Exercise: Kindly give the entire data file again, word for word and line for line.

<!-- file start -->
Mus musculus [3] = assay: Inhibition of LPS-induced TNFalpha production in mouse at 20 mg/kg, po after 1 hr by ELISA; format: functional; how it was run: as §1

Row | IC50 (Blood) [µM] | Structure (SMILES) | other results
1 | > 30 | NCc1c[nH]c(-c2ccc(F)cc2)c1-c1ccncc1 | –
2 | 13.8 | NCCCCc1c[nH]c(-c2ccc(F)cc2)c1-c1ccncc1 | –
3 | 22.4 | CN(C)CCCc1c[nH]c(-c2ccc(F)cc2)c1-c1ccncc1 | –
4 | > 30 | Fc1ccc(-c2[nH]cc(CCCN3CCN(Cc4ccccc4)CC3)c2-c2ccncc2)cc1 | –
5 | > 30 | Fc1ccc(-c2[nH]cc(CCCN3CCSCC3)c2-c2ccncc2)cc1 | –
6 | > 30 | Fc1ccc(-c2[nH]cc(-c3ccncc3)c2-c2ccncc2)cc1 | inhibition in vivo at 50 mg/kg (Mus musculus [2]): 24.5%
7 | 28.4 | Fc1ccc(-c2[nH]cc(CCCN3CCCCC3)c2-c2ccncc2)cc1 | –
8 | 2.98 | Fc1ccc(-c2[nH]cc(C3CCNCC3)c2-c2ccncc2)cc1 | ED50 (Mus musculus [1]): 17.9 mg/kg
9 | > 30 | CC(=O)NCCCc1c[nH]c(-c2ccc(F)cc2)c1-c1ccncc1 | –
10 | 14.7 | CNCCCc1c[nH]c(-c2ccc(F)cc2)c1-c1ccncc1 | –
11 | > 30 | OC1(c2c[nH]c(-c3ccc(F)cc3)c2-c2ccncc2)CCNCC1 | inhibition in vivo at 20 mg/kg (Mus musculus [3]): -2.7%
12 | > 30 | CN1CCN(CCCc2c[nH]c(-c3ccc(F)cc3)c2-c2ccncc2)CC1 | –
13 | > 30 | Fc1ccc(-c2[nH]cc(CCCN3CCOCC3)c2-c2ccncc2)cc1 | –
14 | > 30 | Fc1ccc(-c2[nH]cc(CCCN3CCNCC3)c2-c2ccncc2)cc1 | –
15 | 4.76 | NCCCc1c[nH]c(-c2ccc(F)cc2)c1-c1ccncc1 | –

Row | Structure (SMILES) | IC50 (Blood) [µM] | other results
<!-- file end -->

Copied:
Mus musculus [3] = assay: Inhibition of LPS-induced TNFalpha production in mouse at 20 mg/kg, po after 1 hr by ELISA; format: functional; how it was run: as §1

Row | IC50 (Blood) [µM] | Structure (SMILES) | other results
1 | > 30 | NCc1c[nH]c(-c2ccc(F)cc2)c1-c1ccncc1 | –
2 | 13.8 | NCCCCc1c[nH]c(-c2ccc(F)cc2)c1-c1ccncc1 | –
3 | 22.4 | CN(C)CCCc1c[nH]c(-c2ccc(F)cc2)c1-c1ccncc1 | –
4 | > 30 | Fc1ccc(-c2[nH]cc(CCCN3CCN(Cc4ccccc4)CC3)c2-c2ccncc2)cc1 | –
5 | > 30 | Fc1ccc(-c2[nH]cc(CCCN3CCSCC3)c2-c2ccncc2)cc1 | –
6 | > 30 | Fc1ccc(-c2[nH]cc(-c3ccncc3)c2-c2ccncc2)cc1 | inhibition in vivo at 50 mg/kg (Mus musculus [2]): 24.5%
7 | 28.4 | Fc1ccc(-c2[nH]cc(CCCN3CCCCC3)c2-c2ccncc2)cc1 | –
8 | 2.98 | Fc1ccc(-c2[nH]cc(C3CCNCC3)c2-c2ccncc2)cc1 | ED50 (Mus musculus [1]): 17.9 mg/kg
9 | > 30 | CC(=O)NCCCc1c[nH]c(-c2ccc(F)cc2)c1-c1ccncc1 | –
10 | 14.7 | CNCCCc1c[nH]c(-c2ccc(F)cc2)c1-c1ccncc1 | –
11 | > 30 | OC1(c2c[nH]c(-c3ccc(F)cc3)c2-c2ccncc2)CCNCC1 | inhibition in vivo at 20 mg/kg (Mus musculus [3]): -2.7%
12 | > 30 | CN1CCN(CCCc2c[nH]c(-c3ccc(F)cc3)c2-c2ccncc2)CC1 | –
13 | > 30 | Fc1ccc(-c2[nH]cc(CCCN3CCOCC3)c2-c2ccncc2)cc1 | –
14 | > 30 | Fc1ccc(-c2[nH]cc(CCCN3CCNCC3)c2-c2ccncc2)cc1 | –
15 | 4.76 | NCCCc1c[nH]c(-c2ccc(F)cc2)c1-c1ccncc1 | –

Row | Structure (SMILES) | IC50 (Blood) [µM] | other results